Monday, May 26, 2014

On Vacation

Hello all,

No cases this week as I'm snoozing on a beach in Hawaii. Perhaps I'll have some tropical medicine next Monday. Thanks for following along!


Thursday, May 22, 2014

The Scream

Sitting on the bus, you overhear this conversation behind you. "Something weird happened to my neighbor last month. For about two weeks, she started having these hallucinations, seeing things, you know? And hearing things. And she kept thinking aliens had abducted her and she wasn't kidding. I couldn't convince her things were normal. She kept going on and on about things that weren't related and kept rambling too. She wasn't showering, wasn't wearing normal clothes, it was just so weird. I heard they brought her into the emergency department but everything in her body checked out okay, it was just her mind going crazy. I heard the drug screen was negative too. But then two weeks later, she was back to normal, back to her job, like nothing was wrong. It was just so weird. I guess she was pretty stressed when this all happened since she just moved here."

Challenge: What's your diagnosis?

Image of The Scream by Edvard Munch is in the public domain, from Wikipedia.

Monday, May 19, 2014

Let It Go

A warning - the images below aren't pretty. The first image is from when the patient came into your clinic 2-3 days after the injury.

Two weeks later, the toes looked like this:

Three weeks after the initial injury, they looked like this:

Challenge: What's your diagnosis?

Images shown under Creative Commons Attribution Share-Alike License.

Thursday, May 15, 2014

It Really is a Disease!

A volunteer who just returned from a mission to West Africa comes to your clinic. Two days upon returning, he develops abrupt high fever and malaise. His oral temperatures have been up to 40 degrees Celsius. The fever lasts about four days, and at that time, he starts developing arthralgias of the hands, wrists, and ankles. These joint pains are symmetric and seem to affect distal rather than proximal areas. There is some axial skeletal involvement. These arthralgias are intense and disabling.

The rash shown above started developing about three or four days into the illness. Other symptoms include headache, myalgias, and nausea. Physical exam demonstrates periarticular edema and cervical lymphadenopathy. Laboratory tests show lymphopenia and thrombocytopenia.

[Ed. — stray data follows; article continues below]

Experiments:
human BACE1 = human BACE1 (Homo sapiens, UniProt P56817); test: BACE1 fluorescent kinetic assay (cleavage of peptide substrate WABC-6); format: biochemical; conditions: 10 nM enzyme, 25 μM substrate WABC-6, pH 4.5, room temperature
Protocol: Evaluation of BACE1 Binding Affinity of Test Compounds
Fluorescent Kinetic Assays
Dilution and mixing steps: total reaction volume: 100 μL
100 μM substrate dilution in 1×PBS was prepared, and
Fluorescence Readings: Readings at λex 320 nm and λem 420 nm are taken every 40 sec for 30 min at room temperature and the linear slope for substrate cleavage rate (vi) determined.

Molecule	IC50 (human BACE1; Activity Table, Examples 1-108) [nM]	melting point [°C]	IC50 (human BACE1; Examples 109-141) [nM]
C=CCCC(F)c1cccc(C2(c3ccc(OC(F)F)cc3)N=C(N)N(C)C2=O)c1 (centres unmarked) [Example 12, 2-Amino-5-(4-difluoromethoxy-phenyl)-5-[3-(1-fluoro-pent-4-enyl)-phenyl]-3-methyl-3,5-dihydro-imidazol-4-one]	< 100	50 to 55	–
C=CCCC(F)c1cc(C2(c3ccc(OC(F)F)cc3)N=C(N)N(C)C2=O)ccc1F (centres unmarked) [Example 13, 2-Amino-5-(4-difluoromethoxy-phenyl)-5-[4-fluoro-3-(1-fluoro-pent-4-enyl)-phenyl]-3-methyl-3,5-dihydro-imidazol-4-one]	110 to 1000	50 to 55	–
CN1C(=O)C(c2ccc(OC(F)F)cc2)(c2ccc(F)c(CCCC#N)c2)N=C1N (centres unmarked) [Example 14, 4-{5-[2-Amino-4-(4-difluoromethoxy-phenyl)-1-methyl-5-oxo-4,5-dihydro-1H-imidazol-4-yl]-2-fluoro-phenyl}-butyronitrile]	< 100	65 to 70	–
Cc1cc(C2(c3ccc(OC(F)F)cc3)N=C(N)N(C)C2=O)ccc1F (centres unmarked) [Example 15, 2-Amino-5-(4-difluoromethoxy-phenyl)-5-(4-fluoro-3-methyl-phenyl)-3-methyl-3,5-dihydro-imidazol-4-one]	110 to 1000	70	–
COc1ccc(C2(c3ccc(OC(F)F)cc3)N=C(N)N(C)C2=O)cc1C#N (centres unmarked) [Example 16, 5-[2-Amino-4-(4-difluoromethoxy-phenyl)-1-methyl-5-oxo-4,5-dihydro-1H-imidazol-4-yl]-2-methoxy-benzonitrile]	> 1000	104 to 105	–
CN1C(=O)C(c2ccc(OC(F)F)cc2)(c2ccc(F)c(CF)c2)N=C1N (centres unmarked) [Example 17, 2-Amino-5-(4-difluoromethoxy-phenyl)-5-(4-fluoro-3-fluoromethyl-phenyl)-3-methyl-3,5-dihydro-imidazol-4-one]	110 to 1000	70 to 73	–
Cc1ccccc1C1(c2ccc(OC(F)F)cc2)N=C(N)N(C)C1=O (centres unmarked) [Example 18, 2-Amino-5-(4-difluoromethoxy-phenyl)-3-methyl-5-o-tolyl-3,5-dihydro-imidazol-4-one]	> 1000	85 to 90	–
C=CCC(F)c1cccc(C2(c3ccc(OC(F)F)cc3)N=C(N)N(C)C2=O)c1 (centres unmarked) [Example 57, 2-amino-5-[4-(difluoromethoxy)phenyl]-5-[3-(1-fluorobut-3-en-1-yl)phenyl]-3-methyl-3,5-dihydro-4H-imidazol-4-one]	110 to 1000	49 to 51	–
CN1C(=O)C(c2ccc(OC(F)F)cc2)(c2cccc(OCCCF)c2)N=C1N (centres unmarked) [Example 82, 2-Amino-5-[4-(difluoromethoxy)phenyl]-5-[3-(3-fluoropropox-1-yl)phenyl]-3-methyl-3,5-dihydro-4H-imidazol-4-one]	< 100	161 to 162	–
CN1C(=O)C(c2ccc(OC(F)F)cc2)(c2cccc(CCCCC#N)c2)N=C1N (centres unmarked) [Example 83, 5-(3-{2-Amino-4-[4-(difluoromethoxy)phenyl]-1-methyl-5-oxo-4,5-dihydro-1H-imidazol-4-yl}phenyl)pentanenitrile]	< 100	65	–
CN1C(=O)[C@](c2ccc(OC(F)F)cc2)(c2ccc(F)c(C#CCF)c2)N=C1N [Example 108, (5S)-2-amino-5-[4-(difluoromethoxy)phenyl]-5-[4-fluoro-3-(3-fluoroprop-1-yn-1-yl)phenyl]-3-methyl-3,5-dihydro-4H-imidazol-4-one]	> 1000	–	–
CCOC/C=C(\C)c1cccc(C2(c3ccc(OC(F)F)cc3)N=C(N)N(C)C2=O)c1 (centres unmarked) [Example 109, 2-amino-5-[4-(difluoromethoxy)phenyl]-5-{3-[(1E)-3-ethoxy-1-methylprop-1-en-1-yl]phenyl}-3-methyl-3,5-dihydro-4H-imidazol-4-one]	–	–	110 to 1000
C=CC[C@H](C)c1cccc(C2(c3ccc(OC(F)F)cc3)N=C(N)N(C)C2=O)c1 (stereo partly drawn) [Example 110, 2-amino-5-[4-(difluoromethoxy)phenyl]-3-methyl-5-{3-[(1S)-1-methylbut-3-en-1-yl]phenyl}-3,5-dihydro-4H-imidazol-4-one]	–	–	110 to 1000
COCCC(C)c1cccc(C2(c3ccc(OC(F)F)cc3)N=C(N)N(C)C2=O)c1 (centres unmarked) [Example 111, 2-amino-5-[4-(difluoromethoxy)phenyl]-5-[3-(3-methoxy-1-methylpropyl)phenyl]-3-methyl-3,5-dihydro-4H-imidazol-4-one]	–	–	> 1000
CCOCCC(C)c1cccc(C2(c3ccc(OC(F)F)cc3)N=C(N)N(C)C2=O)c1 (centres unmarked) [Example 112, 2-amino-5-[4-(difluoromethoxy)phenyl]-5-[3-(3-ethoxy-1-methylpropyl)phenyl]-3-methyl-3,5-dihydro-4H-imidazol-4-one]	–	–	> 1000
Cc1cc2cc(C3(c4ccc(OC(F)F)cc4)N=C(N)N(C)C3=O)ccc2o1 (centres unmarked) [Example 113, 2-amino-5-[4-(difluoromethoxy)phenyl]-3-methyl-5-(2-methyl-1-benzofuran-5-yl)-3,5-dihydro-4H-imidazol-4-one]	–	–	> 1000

You aren't sure what this is so you advise symptomatic treatment and schedule follow-up in 2 weeks.

On his next visit, the patient complains of ongoing arthralgias, edematous polyarthritis of the fingers and toes, morning pain and stiffness, and tenosynovitis of the wrists, hand, and ankles. His exam is positive for carpal tunnel syndrome. He has joint and bony pain at sites of prior trauma.

Challenge: This case could also be called "that which bends up" or "stooped walk." What's the diagnosis?

Image shown under Creative Commons Attribution Share-Alike License.

Monday, May 12, 2014

99 Luftballoons

Challenge: What do you see here in this CT scan taken during cardiac diastole?

Image shown under Fair Use

Thursday, May 8, 2014


You are a hospital administrator examining your patient census. Your nurse manager says that one of her patients can only be cared for by providers who are not pregnant. The patient needs a negative air pressure room with the door closed when she gets a treatment. Providers follow contact and droplet precautions and wear an N95 mask during treatment. The patient has had a bilateral lung transplant in the past for cystic fibrosis.

Next door, a patient admitted for jaundice is taking the same drug in a different formulation but does not need any of those precautions.

Challenge: What drug are we talking about?

Image is in the public domain.

Monday, May 5, 2014

Older Than Stated Age

A 12 year old boy is referred to your pediatric clinic for exercise intolerance. He had an unremarkable birth history, but as a young child, started developing abdominal pain, nausea, vomiting, and poor appetite. He was diagnosed with reflux, gastroenteritis, and failure to thrive, though none of the treatments he got worked. He later developed recurrent cough, shortness of breath, and wheezing but inhalers have not helped. After being frustrated with not getting answers, his parents brought him to you.

On exam, he has a heart rate 110 and regular. There is no murmur, but you note a heave. His extremities are cool and mottled, with decreased capillary refill and peripheral pulses. His blood pressures are low but similar on all extremities. He is slightly tachypneic and his pulmonary exam shows wheezing and rales. You palpate hepatomegaly and peripheral edema.

Here are your initial studies:

Challenge: What's your diagnosis?

Images shown under Fair Use.

Thursday, May 1, 2014

Cath Lab II

This is a continuation from Monday's case (scroll down to review).

The patient is taken emergently to the cath lab where a procedure is performed. The post-procedure chest X-ray is shown above. The patient is extubated after the procedure and brought to the PACU. The PACU nurse pages you because the patient is not moving his legs.

Challenge: What happened?

Image shown under Creative Commons Attribution Share-Alike License.